The wind is really howling up on the cliff and I’m starting to wish I wasn’t standing there wearing only a loin-cloth. You’d be amazed at how little protection a sword strapped to your back offers against the elements. Nevertheless, I turn my back to the distant island and give it a try. Nope, still fucking freezing. The old chap is babbling about how he wants someone to go to the island and steal as much treasure as possible. He admits it won’t bring his sons back but thinks that the feeling of having deprived Cragcliff of his treasure will give him some kind of bitter joy.

He sniffs and looks at me silently for a moment before asking if I’ll do it. He tells me that I can keep any treasure that I’m able to bring back with me. I look over my shoulder at the island, trying not to focus on how far the goosebumps are rippling down by body. It looks stormy out there, moody my old Mum would say. I turn back to him and nod. I could do with a good adventure. I lost a month to trying to get an Adventuring Permit a short while ago, and it has played merry hell with my income for the year to date.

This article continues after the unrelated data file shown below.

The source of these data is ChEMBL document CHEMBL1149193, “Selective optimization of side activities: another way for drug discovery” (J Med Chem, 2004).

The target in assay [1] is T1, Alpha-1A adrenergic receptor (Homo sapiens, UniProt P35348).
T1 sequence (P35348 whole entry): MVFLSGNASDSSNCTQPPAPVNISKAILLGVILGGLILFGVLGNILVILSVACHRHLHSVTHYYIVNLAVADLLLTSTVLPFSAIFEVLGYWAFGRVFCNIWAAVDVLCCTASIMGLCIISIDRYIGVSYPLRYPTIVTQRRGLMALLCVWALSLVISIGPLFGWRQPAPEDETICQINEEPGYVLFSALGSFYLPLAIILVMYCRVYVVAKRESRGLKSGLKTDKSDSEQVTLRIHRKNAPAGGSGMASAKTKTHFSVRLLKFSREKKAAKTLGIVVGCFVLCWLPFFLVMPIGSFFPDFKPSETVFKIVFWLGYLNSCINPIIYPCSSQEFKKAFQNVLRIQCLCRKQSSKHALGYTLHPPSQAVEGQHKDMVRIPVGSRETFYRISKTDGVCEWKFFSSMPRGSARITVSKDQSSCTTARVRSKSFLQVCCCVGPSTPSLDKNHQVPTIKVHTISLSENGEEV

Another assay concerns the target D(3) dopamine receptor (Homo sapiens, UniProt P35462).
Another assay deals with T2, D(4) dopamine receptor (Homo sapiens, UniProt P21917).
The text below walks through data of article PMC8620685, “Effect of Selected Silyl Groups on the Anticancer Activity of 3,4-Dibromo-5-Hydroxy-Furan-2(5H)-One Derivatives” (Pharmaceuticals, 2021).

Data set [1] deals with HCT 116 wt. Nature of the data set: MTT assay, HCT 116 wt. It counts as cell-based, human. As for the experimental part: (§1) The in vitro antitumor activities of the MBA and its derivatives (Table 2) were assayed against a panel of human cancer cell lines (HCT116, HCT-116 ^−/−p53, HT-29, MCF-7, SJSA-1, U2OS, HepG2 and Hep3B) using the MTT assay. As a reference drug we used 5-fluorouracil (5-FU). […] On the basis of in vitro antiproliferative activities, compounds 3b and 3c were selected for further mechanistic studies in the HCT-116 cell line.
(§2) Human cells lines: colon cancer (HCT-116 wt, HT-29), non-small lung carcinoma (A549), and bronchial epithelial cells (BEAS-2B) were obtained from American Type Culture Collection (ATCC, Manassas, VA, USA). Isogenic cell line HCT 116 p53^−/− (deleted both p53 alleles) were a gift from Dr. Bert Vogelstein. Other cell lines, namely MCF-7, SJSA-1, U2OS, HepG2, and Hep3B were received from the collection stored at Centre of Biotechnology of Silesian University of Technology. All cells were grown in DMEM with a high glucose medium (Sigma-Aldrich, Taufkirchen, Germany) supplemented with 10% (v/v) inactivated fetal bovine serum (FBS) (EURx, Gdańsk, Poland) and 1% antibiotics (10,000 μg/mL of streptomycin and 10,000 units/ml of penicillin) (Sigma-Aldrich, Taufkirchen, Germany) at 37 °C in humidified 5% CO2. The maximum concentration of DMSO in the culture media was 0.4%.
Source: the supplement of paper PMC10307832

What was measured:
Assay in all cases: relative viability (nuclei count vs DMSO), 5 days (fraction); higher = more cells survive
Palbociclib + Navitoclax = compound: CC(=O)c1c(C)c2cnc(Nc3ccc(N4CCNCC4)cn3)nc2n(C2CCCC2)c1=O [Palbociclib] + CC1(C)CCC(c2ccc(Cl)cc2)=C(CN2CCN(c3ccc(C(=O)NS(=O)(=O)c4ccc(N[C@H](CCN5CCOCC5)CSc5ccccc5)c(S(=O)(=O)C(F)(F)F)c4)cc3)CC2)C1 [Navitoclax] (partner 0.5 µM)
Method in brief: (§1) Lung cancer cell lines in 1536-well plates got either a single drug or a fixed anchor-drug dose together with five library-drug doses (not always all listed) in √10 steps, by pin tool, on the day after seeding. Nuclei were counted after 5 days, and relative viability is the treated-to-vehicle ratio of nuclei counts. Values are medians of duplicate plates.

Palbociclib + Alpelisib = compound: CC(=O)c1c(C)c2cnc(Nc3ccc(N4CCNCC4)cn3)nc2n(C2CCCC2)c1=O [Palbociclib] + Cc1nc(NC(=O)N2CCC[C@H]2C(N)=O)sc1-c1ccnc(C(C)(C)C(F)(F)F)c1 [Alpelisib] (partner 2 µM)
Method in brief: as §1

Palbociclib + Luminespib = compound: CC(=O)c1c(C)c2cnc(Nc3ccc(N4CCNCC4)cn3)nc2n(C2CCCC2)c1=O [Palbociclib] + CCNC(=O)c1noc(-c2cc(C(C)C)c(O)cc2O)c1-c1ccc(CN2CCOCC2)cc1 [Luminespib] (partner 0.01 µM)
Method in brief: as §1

Caves of Fury

The next few pages of the book yank me out of the story and explain how to play, telling me to set the Strength Counter to 6 and that when it gets to 0, my character is dead. It then warns me to set my Treasure Counter to 0, half implying that I’m the sort of cheeky chap who might set it to 2 and give myself a head start. I’m almost offended. I’m told about how the dice work, how the blue one represents me and the red one the monster. It then explains how the battles work, how all monsters fight to the death but if my character gets wounded, he loses one strength and has to flee. Doesn’t sound very heroic to me but okay. I just want to get started.

So I get started. I row away from the shore in a little row-boat, bumping along on the waves. It’s still bloody cold, and now I’m getting wet too. Joy. As I near the island, I see a number of chasms looming in its side that I can choose to enter. This is the first decision that the book has given me, wanting me to flip to a certain page depending on the choice that I want to make. I opt for the middle chasm, as I’ve always been a fan of taking the middle way, the path between extremes.